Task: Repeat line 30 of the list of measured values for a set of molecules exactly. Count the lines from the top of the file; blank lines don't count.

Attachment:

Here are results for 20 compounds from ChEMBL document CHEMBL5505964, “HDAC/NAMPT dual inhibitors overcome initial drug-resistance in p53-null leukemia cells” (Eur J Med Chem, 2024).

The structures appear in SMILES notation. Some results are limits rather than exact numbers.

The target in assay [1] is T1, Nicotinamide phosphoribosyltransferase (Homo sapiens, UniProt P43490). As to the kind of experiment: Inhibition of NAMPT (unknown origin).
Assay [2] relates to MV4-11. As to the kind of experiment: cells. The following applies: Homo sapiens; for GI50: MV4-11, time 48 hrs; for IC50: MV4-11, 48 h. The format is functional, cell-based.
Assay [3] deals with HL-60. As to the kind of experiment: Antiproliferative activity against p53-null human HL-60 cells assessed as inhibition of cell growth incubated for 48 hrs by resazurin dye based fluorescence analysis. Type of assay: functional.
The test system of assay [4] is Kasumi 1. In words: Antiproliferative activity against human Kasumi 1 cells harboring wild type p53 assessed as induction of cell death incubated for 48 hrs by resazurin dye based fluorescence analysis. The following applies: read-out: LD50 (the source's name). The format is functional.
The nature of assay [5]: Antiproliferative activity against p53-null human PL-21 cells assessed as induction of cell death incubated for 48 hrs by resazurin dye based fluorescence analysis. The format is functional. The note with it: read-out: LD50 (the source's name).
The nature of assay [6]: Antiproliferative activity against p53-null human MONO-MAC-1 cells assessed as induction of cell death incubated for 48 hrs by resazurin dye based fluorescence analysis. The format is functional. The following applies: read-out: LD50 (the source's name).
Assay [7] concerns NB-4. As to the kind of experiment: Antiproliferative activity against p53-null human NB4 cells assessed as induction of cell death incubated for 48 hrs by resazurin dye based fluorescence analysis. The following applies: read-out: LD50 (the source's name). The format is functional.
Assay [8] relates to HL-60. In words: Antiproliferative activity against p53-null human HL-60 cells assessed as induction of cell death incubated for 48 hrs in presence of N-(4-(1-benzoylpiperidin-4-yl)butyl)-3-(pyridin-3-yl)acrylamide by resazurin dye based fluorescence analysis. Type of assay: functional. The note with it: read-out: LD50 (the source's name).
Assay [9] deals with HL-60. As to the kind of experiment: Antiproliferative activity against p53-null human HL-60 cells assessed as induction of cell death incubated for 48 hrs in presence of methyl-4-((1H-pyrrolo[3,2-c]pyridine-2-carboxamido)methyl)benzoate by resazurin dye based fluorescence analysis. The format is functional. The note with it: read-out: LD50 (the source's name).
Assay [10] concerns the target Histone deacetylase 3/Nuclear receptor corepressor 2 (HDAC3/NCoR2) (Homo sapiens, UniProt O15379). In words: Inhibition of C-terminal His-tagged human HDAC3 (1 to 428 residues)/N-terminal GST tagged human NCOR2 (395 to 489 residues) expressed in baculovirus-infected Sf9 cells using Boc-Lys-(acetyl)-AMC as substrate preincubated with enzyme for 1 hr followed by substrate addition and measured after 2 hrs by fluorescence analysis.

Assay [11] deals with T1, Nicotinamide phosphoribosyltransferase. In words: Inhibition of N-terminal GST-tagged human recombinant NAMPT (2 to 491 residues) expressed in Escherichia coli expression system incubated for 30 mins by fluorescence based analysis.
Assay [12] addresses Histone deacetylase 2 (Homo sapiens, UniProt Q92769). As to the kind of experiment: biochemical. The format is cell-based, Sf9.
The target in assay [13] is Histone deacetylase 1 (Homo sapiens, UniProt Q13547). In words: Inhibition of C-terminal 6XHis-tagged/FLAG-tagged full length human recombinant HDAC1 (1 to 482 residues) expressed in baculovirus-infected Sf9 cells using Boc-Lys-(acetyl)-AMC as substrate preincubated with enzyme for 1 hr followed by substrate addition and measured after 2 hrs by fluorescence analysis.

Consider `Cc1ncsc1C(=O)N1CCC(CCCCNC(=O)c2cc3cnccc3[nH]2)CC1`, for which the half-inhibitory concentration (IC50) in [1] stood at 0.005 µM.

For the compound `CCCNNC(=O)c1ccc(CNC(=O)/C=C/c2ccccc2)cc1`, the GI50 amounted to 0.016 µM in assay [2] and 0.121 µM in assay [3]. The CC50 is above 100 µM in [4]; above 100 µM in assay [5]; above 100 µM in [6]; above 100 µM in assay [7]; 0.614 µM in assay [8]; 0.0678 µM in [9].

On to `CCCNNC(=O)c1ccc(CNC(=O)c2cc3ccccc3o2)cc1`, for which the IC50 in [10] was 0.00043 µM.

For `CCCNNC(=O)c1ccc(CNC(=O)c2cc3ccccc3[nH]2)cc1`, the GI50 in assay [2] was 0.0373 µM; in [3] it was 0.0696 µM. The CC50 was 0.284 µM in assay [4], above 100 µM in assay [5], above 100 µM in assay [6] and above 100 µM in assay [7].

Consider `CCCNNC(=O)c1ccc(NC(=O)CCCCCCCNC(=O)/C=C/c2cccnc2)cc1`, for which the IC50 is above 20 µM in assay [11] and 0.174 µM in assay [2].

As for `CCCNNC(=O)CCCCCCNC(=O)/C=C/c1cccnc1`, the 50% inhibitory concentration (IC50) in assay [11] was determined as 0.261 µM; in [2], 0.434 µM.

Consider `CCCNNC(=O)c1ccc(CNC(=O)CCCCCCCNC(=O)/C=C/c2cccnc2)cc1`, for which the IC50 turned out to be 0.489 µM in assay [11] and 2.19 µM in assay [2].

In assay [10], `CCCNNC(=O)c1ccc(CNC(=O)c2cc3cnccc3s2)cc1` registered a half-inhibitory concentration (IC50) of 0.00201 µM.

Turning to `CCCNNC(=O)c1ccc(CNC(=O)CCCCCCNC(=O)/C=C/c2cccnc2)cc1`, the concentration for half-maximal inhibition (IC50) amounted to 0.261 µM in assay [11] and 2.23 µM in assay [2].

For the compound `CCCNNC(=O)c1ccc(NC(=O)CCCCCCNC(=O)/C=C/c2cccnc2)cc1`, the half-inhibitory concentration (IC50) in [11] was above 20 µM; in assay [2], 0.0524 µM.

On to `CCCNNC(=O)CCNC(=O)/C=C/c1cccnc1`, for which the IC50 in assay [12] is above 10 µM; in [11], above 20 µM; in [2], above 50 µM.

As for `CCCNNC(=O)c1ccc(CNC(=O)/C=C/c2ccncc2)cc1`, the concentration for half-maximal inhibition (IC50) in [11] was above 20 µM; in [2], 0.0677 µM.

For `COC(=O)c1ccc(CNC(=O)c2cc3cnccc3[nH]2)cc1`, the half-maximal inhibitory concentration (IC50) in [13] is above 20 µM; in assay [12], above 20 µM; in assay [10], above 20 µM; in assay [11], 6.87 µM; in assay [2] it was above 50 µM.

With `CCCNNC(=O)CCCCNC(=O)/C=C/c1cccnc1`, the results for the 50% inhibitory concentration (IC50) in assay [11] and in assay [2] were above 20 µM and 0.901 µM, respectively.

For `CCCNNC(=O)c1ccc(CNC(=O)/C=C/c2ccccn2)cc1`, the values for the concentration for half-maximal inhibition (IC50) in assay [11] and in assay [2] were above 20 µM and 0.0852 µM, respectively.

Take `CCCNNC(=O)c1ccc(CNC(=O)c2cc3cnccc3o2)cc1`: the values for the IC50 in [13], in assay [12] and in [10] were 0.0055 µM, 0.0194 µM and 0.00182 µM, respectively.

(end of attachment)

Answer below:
For `CCCNNC(=O)c1ccc(CNC(=O)/C=C/c2ccccn2)cc1`, the values for the concentration for half-maximal inhibition (IC50) in assay [11] and in assay [2] were above 20 µM and 0.0852 µM, respectively.